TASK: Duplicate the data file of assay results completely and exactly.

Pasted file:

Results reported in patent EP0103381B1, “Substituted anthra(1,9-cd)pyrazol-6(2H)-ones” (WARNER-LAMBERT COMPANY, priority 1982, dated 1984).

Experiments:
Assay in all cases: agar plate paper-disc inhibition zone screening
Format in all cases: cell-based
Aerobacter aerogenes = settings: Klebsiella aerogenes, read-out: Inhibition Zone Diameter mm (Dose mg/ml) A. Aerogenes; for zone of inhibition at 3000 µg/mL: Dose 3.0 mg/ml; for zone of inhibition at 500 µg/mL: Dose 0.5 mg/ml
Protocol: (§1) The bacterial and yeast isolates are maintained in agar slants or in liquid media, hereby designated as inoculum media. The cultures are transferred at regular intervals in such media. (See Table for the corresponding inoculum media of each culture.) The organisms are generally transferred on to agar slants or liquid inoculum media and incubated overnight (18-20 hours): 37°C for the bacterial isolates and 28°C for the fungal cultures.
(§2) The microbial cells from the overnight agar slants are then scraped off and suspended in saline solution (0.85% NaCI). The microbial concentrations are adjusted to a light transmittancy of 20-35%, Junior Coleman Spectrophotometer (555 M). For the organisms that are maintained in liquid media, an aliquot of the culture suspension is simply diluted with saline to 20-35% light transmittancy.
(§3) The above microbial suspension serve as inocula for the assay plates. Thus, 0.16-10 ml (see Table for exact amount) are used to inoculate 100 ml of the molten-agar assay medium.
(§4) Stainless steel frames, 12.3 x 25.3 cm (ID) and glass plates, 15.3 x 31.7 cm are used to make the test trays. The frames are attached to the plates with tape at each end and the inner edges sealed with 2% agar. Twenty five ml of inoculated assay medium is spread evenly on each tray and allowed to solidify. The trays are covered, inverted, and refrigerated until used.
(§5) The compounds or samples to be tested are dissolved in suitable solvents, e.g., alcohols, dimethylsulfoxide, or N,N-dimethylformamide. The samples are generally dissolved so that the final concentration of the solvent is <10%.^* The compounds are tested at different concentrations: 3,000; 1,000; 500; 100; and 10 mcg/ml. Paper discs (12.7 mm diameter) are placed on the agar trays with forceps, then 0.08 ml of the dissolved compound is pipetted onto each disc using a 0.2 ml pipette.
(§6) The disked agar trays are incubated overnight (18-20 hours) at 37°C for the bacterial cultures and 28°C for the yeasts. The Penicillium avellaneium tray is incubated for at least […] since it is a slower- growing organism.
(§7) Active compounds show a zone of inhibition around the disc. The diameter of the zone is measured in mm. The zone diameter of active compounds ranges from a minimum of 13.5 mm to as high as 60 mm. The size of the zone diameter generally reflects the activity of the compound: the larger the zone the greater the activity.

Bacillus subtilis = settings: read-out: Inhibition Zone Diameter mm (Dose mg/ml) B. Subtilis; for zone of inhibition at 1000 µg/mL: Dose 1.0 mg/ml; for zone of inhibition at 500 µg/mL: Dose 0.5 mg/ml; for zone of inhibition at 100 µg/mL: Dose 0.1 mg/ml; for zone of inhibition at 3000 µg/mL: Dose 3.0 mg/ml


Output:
Results reported in patent EP0103381B1, “Substituted anthra(1,9-cd)pyrazol-6(2H)-ones” (WARNER-LAMBERT COMPANY, priority 1982, dated 1984).

Experiments:
Assay in all cases: agar plate paper-disc inhibition zone screening
Format in all cases: cell-based
Aerobacter aerogenes = settings: Klebsiella aerogenes, read-out: Inhibition Zone Diameter mm (Dose mg/ml) A. Aerogenes; for zone of inhibition at 3000 µg/mL: Dose 3.0 mg/ml; for zone of inhibition at 500 µg/mL: Dose 0.5 mg/ml
Protocol: (§1) The bacterial and yeast isolates are maintained in agar slants or in liquid media, hereby designated as inoculum media. The cultures are transferred at regular intervals in such media. (See Table for the corresponding inoculum media of each culture.) The organisms are generally transferred on to agar slants or liquid inoculum media and incubated overnight (18-20 hours): 37°C for the bacterial isolates and 28°C for the fungal cultures.
(§2) The microbial cells from the overnight agar slants are then scraped off and suspended in saline solution (0.85% NaCI). The microbial concentrations are adjusted to a light transmittancy of 20-35%, Junior Coleman Spectrophotometer (555 M). For the organisms that are maintained in liquid media, an aliquot of the culture suspension is simply diluted with saline to 20-35% light transmittancy.
(§3) The above microbial suspension serve as inocula for the assay plates. Thus, 0.16-10 ml (see Table for exact amount) are used to inoculate 100 ml of the molten-agar assay medium.
(§4) Stainless steel frames, 12.3 x 25.3 cm (ID) and glass plates, 15.3 x 31.7 cm are used to make the test trays. The frames are attached to the plates with tape at each end and the inner edges sealed with 2% agar. Twenty five ml of inoculated assay medium is spread evenly on each tray and allowed to solidify. The trays are covered, inverted, and refrigerated until used.
(§5) The compounds or samples to be tested are dissolved in suitable solvents, e.g., alcohols, dimethylsulfoxide, or N,N-dimethylformamide. The samples are generally dissolved so that the final concentration of the solvent is <10%.^* The compounds are tested at different concentrations: 3,000; 1,000; 500; 100; and 10 mcg/ml. Paper discs (12.7 mm diameter) are placed on the agar trays with forceps, then 0.08 ml of the dissolved compound is pipetted onto each disc using a 0.2 ml pipette.
(§6) The disked agar trays are incubated overnight (18-20 hours) at 37°C for the bacterial cultures and 28°C for the yeasts. The Penicillium avellaneium tray is incubated for at least […] since it is a slower- growing organism.
(§7) Active compounds show a zone of inhibition around the disc. The diameter of the zone is measured in mm. The zone diameter of active compounds ranges from a minimum of 13.5 mm to as high as 60 mm. The size of the zone diameter generally reflects the activity of the compound: the larger the zone the greater the activity.

Bacillus subtilis = settings: read-out: Inhibition Zone Diameter mm (Dose mg/ml) B. Subtilis; for zone of inhibition at 1000 µg/mL: Dose 1.0 mg/ml; for zone of inhibition at 500 µg/mL: Dose 0.5 mg/ml; for zone of inhibition at 100 µg/mL: Dose 0.1 mg/ml; for zone of inhibition at 3000 µg/mL: Dose 3.0 mg/ml